Posted by: Matt Y | 06/03/2013

Space Sexism

Hey, there’s writing talk going on and I wanted to dust this blog off anyway so here are my uninformed opinions:

The SFWA Bulletin has recently had two writers, Resnick and Malzberg, defend some sexualized female Sci-Fi imaging that has recently been used for covers for the Bulletin.  As well there have been arguments made by Stuart Sharp who sees the potential for an increase in SF Romance to be a threat to the genre, along with previous SFWA President Russell Davis who wrote about how we live in a sexist world and that it exists, and we all probably show a bit of it from time to time without intending harm or insult.  While doing so Resnick and Malzberg used some loaded words, such as the term liberal fascists.  Davis used a clumsy analogy about the word beautiful.  Sharp wrote some really stupid bullshit.

In many ways I get what they’re trying to say in their various articles.  When Resnick and Malzberg refer to female writers as lady writers it isn’t meant as an insult to them, the term lady is not meant to demean.  The cover art is similar to thousands of Sci-Fi covers, and as they mentioned isn’t overtly sexualized anymore than a romance novel.  Calling a colleague beautiful in both spirit and in her physical looks is a positive thing.  Davis is saying that there are obvious gender differences that exist, which people shouldn’t be afraid to mention, but that everyone should be treated equally.

Not trying to sound defensive about those guys, because it’s also easy to see it as a couple of old white guys who use the term ‘lady writers’ putting their views about women who write under the cover of a large breasted woman in a chainmail bikini.  Writing is about effective communication with the audience, and while I can understand that they didn’t have malicious intent behind their words, it’s not hard to see why someone might also be uneasy given the context of it all together.  Then in their rebuttal to clear the air, they use loaded terms which only serve as a red flag.  If you can’t defend yourself without wrapping it up in an irrelevant conclusion that people who disagree with you must be censorship Nazis (how’s that for loaded terms?) then you’ve already lost your position.

Even if the original article was somewhat suspect, that follow up article is just insulting in the way it is written.  You can’t ask for people to have a rational discussion about a subject and then completely try to change the discussion from one about equal respect to one about censorship.  That’s antagonistic for the sake of it, and not in any way trying to encourage honest debate.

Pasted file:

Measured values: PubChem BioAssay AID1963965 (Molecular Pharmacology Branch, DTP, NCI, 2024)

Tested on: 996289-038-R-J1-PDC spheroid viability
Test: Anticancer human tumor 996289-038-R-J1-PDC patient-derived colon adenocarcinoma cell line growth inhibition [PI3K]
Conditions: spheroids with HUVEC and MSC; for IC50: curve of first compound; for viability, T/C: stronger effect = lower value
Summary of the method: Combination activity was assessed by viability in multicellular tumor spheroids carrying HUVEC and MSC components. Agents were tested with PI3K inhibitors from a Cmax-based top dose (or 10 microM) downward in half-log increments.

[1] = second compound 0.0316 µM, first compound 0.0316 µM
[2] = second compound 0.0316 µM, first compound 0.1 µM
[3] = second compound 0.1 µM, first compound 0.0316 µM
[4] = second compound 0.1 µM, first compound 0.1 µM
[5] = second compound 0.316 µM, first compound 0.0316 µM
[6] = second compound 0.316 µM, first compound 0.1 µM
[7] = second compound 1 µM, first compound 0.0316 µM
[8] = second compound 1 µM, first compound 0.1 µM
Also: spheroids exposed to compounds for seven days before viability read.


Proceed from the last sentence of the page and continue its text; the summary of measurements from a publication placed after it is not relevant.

That said I personally don’t think the cover is bad, just a really terrible choice given the content of the articles within.  Is it sexist?  It certainly is designed to be sexual.

Which brings me back to one of the other authors in the current debate, Stuart Sharp.  Stuart wrote an article about how Science Fiction is going to be hurt somehow by a potential spike in Sci-Fi Romance, and that they shouldn’t be able to classify it as SF but as a separate sub-genre.  While he points out that many of these romance(or erotica)-genre blends, like Paranormal Romance or some Young Adult fiction, rely heavily on cliches and may have writing of varying quality.  Frankly though the complaints he’s making could apply to a wide selection of science fiction that already exist, hell, it built its backbone on pulp fiction so referencing the history of Sci-Fi then saying it’s too good for romance or cliches is pretty amusing.

If someone wants to write about an alien with eleven dicks trying to find love among the amazon women of Pluto, I don’t give a fuck about arguing if it’s Sci-Fi or not and I think geeks in general spend too much time trying to classify things that don’t fit into the tiny mental box they’ve created.  However I find it hilarious that while some of these guys are trying to say ‘hey this pulp artwork is okay, I mean it’s not any worse than romance novels’ you’ve got another author trying to say ‘get those broads who want to write about romance out of my sci-fi’.

Sexuality is a part of human nature and shouldn’t be ignored, and there’s a larger discussion maybe to be had about why something would be offensive in a power fantasy when it wouldn’t be in a romantic setting, which is what I believe Davis was attempting to say, however it is a delicate subject and all too easy to accidentally offend someone.  It’s best to just treat everyone equally, to try not to be a dick as much as possible, and for the love of anything holy stop trying to ostracize other people who just want to play in the same playground.

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  1. […] Yaeger: Space Sexism. “If you can’t defend yourself without wrapping it up in an irrelevant conclusion that […]


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